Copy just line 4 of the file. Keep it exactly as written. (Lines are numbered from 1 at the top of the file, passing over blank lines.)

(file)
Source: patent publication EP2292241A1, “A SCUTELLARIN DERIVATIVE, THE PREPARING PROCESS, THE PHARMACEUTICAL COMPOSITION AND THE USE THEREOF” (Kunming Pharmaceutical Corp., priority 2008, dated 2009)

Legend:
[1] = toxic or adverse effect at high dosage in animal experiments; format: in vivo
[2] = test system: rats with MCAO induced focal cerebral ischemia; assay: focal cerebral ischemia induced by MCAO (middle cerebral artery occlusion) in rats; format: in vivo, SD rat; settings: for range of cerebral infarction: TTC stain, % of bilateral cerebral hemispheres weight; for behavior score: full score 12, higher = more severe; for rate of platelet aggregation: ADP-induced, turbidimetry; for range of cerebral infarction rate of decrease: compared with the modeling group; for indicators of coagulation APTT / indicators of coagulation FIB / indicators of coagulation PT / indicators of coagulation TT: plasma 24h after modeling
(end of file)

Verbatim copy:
[2] = test system: rats with MCAO induced focal cerebral ischemia; assay: focal cerebral ischemia induced by MCAO (middle cerebral artery occlusion) in rats; format: in vivo, SD rat; settings: for range of cerebral infarction: TTC stain, % of bilateral cerebral hemispheres weight; for behavior score: full score 12, higher = more severe; for rate of platelet aggregation: ADP-induced, turbidimetry; for range of cerebral infarction rate of decrease: compared with the modeling group; for indicators of coagulation APTT / indicators of coagulation FIB / indicators of coagulation PT / indicators of coagulation TT: plasma 24h after modeling